Top 3 Customer Misconceptions About Digital Fluorescence Microscopes

  • CCDs are better than CMOS camera sensors.

    Well, Sony doesn’t think so . . .

    And CMOS has many on-chip advantages . . .

  • LEDs need to be very bright for use in microscopy.True if you need to excite within the inefficient optics of a traditional microscope. Not true if you design a microscope to have high photon efficiency. A short light path and minimal optical elements all contribute to reducing the need for bright excitation sources. Our LEDs are rated at around 1 watt at low voltage DC. They are rarely needed above 50% intensity.

  • Microscopes can’t operate in 37 C, 95% RH cell culture incubators.I have had customers outright challenge me on the veracity of our product environmental tolerances. One PI said, “We do not believe this is possible.” OK, but let me show you.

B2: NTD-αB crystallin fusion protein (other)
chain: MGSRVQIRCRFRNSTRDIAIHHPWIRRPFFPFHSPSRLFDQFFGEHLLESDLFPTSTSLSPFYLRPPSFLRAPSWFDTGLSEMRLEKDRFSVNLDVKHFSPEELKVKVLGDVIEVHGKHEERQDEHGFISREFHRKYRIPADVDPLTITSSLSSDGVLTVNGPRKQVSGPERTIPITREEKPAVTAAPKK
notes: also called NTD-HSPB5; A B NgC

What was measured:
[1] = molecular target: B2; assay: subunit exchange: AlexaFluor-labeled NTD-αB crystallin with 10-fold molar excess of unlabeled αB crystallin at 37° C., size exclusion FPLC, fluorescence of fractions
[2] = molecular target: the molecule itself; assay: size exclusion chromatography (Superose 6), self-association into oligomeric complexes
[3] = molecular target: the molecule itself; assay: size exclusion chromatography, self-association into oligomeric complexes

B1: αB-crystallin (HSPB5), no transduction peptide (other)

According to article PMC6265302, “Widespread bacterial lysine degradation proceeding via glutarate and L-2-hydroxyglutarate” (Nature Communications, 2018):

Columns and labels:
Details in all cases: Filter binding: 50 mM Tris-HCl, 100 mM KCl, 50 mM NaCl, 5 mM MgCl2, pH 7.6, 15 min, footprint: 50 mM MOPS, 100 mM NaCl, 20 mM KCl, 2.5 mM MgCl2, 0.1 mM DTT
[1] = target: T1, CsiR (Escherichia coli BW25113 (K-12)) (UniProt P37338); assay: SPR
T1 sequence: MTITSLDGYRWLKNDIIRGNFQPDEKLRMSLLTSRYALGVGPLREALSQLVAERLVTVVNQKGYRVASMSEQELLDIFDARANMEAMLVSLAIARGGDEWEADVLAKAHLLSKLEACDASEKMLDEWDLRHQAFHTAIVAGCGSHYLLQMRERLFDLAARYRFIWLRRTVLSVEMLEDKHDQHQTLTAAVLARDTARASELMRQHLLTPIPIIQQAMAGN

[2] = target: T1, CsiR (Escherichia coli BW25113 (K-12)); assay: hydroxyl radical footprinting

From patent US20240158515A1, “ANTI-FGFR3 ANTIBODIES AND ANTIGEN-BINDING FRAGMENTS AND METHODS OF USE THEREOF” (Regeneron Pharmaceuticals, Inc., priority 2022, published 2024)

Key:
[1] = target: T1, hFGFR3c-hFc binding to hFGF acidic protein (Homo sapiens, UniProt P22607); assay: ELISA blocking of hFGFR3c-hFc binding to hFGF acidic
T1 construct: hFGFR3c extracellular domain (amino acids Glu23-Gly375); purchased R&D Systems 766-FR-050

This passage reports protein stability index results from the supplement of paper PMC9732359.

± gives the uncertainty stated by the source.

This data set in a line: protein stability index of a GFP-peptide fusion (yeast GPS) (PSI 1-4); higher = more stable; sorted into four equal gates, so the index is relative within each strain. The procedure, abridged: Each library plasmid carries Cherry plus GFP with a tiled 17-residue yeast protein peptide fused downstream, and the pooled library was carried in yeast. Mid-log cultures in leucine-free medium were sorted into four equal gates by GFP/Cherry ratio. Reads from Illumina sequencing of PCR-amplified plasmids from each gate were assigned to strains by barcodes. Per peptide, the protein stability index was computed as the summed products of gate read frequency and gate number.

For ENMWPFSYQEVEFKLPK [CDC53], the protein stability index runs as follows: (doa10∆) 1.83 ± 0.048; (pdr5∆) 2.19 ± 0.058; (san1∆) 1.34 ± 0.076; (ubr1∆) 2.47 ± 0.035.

“What about condensation?” If you have ever come in from skiing with glasses on, you will immediately condense the warmer, wetter air of the après ski bar onto their surfaces. One generally removes their glasses and orders a beverage. By the time that beverage is finished, the condensation has disappeared and the glasses can be worn again. This is similar to what happens when we first put a room temperature LS Microscope into a warm incubator. Condensation forms on the external surfaces for a short time before the LS Microscope temperature equilibrates and the condensation evaporates for good. It’s relevant to point out that many electronic devices function fine in the tropics where temperature and humidity reach levels found in incubators. It also helps that we put only low voltage DC into the microscopes!

Check out my article on Live Cell Imaging.